Borrowing large amounts of money to invest is called using leverage and is an advanced and risky investing strategy. This does not mean that it is always the wrong thing to do, but if you need a financial advisor to show you how to invest, then it is likely that borrowing to invest is not for you.

Friday, May 15, 2009

Short Takes: Rating Canada’s Mutual Funds, Female Investors, and the Glut of Retirees

1. Morningstar conducted a study of mutual funds in 16 countries (full report). Preet gives us Canada’s overall scorecard, Canadian Capitalist highlighted Canada’s failing grade on mutual fund fees, and Larry MacDonald questions Canada’s grade of A on investor protection and transparency.

2. Jason Zweig explains how women get better investing results than men.

3. Canadian Financial DIY is a little concerned about his retirement finances and has an amusing modest proposal for dealing with the swelling numbers of retired people.

4. Big Cajun Man finds that the recession has made it easier to give things away.

5. Scott Adams has an idea for a better index fund that seems like it should work, but doesn’t. I like the last sentence of this article.

6. Million Dollar Journey addresses the question of what a young guy with an extra $5000 should do with it. The extensive reader comments are the most interesting part. It’s not hard to see why some people are chronically short of money.

Thursday, May 14, 2009

Tax Avoidance on New Homes

The Ontario budget announced plans to change the sales tax structure on new homes. The way the harmonized sales tax will be applied starting in mid-2010 will create some perverse incentives that are likely to result in a cycle of tax avoidance and modified regulations.

Under the new plan, all new homes will be taxed at the HST rate of 13%, but those selling for less than $400,000 will get a 6% rebate. New homes selling for more than $500,000 will get no rebate. The rebate gradually fades away between these two prices.

A common reaction to all this “good – let the rich people who can afford big houses pay.” Even if you think this way, consider that if these thresholds remain the same in the future, inflation will eventually push the price of even modest new homes past these thresholds. Inflation will create a hidden tax increase each year.

The sales tax on a $400,000 home will be $28,000, and the sales tax on a $500,000 home will be $65,000. This means that the marginal tax rate will be 7% up to $400,000, but on the next $100,000 it will be 37%! After $500,000 the marginal rate drops to 13%.

The huge tax rate of 37% from $400,000 to $500,000 will create a strong incentive to avoid taxes. We’ve already heard of strategies of builders selling homes before they are finished and leaving it to the home owner to complete the job.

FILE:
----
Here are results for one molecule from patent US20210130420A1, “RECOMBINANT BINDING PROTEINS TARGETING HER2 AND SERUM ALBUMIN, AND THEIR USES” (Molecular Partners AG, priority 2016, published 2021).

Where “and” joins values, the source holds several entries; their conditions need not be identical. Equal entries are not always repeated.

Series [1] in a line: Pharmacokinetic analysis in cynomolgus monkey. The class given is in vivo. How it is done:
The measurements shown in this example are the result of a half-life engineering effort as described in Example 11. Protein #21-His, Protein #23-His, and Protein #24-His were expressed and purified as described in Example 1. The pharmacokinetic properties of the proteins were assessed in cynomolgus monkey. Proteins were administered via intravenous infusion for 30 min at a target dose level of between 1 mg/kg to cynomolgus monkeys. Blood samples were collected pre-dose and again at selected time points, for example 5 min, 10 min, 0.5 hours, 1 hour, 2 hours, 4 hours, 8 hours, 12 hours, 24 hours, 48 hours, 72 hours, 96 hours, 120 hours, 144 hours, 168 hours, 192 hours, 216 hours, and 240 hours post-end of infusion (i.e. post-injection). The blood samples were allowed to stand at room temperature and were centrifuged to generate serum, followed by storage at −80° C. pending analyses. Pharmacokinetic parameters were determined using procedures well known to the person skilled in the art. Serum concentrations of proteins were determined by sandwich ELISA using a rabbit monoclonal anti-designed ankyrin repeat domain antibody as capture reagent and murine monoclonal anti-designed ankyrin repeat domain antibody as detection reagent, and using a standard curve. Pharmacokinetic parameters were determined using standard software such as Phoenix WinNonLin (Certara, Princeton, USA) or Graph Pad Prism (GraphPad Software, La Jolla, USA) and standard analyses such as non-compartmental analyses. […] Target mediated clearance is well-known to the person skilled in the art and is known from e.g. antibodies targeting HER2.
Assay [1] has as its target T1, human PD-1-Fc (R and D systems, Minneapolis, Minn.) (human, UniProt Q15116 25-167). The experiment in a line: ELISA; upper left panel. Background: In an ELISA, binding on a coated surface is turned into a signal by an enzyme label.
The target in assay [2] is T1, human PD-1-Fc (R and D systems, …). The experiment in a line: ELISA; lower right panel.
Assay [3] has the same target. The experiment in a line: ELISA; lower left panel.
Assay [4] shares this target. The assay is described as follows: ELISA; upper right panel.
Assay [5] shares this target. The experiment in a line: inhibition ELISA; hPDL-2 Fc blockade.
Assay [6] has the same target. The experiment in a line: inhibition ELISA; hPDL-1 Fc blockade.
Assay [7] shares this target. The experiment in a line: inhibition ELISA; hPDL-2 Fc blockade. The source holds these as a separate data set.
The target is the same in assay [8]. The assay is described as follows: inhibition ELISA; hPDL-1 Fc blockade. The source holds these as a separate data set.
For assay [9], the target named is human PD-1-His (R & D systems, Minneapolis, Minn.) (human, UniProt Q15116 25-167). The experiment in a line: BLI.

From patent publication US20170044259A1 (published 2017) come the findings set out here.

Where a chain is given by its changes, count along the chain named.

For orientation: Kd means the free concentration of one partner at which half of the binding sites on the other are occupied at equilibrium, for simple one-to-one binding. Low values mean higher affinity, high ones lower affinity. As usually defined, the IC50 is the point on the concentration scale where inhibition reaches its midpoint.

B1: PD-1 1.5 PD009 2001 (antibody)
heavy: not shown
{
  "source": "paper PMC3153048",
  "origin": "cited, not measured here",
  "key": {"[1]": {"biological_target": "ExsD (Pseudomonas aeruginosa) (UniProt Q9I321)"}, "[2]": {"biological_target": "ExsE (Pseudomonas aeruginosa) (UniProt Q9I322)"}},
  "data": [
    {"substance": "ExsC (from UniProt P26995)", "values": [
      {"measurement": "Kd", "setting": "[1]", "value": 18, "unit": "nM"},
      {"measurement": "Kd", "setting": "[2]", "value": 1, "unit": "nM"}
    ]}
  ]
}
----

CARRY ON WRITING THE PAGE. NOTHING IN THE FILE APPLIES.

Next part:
Another possible strategy might be to sell a house on a minimal piece of land and sell the rest of the land in a separate transaction. No doubt the housing industry will find many more creative ways than this to avoid the ultra-high sales tax rate. This isn’t intended as an indictment of the housing industry. Almost all of us try to avoid high taxes.

These tax avoidance efforts will force the government to close loopholes, and the cycle will go back and forth. All this effort will be driven by bad tax policy.

A curious side effect of the tax rules amounts to social policy. House builders are now discouraged from building homes that would sell for more than $400,000. If they must go over this threshold, they might as well go way over and go after the high end of the market. We can expect the $400,000 to $600,000 range to be a little thin.

One potential fix is to give all new home buyers a 6% rebate up to $400,000. This would give a fixed rebate of $24,000 on high end homes, and the marginal tax rate would not exceed 13%.

Another possibility is to reduce the rebate over a wider range of prices, say from $400,000 to $800,000 (instead of only $500,000). In this case, the marginal sales tax rate never goes over 19%.

Punitive marginal tax rates are bad tax policy that create strange incentives and foster tax avoidance. Governments need to make tax rate structures smooth.

Wednesday, May 13, 2009

Profiting from Your Confidence

If you ever watch come-ons for trading systems you’ll find that they are a lot alike. “It’s possible to make money in any type of market, whether stocks are going up, down, or staying the same.” They promise to teach you how to make money, but there is a catch.

It’s true that you can make money in any type of market. If a stock is going up, you can profit by buying a call option. If the stock is going down, you can profit by buying a put option. If the stock is going to stay steady, you can profit by selling both call and put options.

The unstated catch in all this is what if you are wrong? The answer is that you’ll lose money. If the companies behind these come-ons really could predict stock price movements, they would use their systems to make money rather than waste time teaching you how to do it.

These companies profit from your activity. You pay fees to them for their software and platforms and for teaching you, and they may get part of the trading fees you pay. They make money even if you lose money. They are exploiting your sense of confidence in predicting the future of stock prices.

Scott Adams of Dilbert fame said it well in his blog entry yesterday: “What the world really needs is a product that will prevent people from using their own dumbass ideas to invest.”

Tuesday, May 12, 2009

Financial Incentives Drive Advisor Behaviour

Financial incentives are a big factor in driving behaviour. Understanding how mutual fund salespeople are paid helps in predicting how they will do their jobs. Investors who understand this are better able to protect themselves from conflicts of interest.